ORLANDO: Orlando nightclub shooter Omar Mateen was not the first employee of British security giant G4S to go on a rampage. Sunday morning's attack in Florida has raised questions over the quality of vetting procedures among the firm's recruits.
The Orlando killer was believed to be 29-year-old Omar Mateen, an Afghan-American G4S security guard. The killing spree, carried out with apparently legally acquired automatic rifles, claimed the lives of 49 partygoers and injured 53 according to the latest figures.
The gunman was shot dead after police stormed the club in a bid to rescue 30 hostages being held there.
The British firm is one of the world's biggest military and security providers. It employs more than half a million people -- many of them ex-military -- in 110 countries including conflict zones like Iraq and Afghanistan. It has been rocked by repeated controversy.
The firm's shares plunged to a seven year low in the wake of its admission that Mateen was an employee, losing over $285 million (£200) million.
Orlando may be the worst atrocity attributed to a G4S employee, but it was not the first.
In 2009 former paratrooper Danny Fitzsimons -- an employee of Armour Group, a division of G4S -- was convicted of killing two colleagues and sentenced to life in prison.
According to human rights NGO Reprieve, Fitzsimons was employed by the mercenary firm despite having been diagnosed with post traumatic stress disorder (PTSD) in May 2008 -- the same month G4S took over Armour Group.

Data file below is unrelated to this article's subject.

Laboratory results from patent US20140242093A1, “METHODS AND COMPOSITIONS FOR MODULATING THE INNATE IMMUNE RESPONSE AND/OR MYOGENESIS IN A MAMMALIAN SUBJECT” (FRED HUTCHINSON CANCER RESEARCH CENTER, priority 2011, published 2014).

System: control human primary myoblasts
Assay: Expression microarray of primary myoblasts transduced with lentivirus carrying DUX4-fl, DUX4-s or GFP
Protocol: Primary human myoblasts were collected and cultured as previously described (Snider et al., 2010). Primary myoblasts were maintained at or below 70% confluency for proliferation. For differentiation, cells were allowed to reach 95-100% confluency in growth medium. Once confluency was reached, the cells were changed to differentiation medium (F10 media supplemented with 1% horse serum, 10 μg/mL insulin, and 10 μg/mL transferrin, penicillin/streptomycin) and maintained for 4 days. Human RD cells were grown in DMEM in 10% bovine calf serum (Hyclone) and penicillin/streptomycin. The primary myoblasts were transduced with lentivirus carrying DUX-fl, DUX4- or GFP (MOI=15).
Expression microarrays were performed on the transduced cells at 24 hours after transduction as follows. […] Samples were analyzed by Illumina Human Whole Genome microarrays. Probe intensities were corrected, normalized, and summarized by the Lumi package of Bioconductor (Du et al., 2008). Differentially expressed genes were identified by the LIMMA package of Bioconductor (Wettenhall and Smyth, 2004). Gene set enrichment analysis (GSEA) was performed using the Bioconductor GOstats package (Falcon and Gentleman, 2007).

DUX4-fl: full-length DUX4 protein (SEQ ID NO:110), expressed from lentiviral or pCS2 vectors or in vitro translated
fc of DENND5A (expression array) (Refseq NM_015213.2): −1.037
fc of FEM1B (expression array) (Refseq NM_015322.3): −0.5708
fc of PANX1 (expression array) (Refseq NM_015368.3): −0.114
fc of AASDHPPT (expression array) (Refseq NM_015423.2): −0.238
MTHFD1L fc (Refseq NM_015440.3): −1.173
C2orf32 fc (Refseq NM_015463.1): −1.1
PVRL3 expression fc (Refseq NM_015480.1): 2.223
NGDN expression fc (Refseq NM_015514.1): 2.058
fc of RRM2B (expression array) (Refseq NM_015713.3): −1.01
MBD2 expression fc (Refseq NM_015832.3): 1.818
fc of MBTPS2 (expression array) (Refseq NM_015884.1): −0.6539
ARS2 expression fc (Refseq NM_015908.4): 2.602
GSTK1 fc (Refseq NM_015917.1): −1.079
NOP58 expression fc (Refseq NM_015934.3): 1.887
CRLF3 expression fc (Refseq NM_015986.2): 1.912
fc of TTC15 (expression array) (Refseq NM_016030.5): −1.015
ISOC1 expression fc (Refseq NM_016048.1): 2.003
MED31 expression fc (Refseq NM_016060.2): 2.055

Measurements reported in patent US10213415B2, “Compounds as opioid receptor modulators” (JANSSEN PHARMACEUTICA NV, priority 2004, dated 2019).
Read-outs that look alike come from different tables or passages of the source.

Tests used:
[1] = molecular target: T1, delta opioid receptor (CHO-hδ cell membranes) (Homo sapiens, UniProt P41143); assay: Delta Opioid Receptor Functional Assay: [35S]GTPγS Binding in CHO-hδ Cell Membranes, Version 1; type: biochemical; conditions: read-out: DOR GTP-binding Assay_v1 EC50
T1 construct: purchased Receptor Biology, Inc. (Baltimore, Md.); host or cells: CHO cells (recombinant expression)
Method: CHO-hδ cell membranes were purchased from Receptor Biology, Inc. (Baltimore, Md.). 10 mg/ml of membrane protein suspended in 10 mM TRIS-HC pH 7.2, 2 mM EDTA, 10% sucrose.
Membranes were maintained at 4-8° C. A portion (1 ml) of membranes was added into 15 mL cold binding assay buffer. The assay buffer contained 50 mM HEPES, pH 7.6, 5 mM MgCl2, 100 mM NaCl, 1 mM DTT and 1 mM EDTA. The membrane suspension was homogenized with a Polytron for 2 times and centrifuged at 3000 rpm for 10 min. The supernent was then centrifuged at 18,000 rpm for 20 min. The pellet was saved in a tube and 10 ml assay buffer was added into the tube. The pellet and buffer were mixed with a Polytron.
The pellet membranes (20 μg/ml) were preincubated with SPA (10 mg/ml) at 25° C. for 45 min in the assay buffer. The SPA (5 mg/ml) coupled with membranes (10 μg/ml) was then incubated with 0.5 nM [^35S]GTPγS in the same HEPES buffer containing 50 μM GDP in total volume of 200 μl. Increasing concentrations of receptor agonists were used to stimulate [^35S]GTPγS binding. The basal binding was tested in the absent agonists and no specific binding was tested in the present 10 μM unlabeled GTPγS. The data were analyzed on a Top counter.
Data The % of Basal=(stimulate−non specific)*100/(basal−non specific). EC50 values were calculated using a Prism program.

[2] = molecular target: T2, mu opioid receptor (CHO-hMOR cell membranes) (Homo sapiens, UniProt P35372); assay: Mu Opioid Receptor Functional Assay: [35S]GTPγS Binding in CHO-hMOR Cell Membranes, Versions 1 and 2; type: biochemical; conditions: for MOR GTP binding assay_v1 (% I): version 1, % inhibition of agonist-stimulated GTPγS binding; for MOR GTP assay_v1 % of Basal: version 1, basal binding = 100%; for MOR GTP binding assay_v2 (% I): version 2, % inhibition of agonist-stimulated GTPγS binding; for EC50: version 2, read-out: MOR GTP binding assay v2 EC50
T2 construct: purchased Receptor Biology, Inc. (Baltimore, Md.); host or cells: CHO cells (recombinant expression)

He was thought to have developed the condition after exposure to a number of brutal events as a combatant in Kosovo, Afghanistan and Iraq.
Some 36 hours after arriving in Baghdad as a mercenary in 2009, Fitzsimmons killed fellow security operators Paul McGuigan and Darren Hoare following what was reported to have been a drunken brawl.
It emerged in 2012 following a BBC investigation that emails had been sent to Armour Group by G4S warning them not to employ Fitzsimons.
RT asked G4S about current vetting process used by the firm in reference to both the Mateen and Fitzsimons cases.
A spokesman said given the radically different operating environments in Iraq and the mainland US it is important not to conflate the two cases.
However, he said all staff undergo thorough tests including criminal records, right to work, identity and the Minnesota multiphasic personality inventory test -- a well-regarded psychometric assessment process.
The spokesman also restated the G4S position that Mateen was "re-screened" in 2013, the first year in which he was reportedly questioned by the FBI.
The Islamic State has claimed responsibility for the Orlando attacks, though Mateen's connection with the terror group was not yet clear.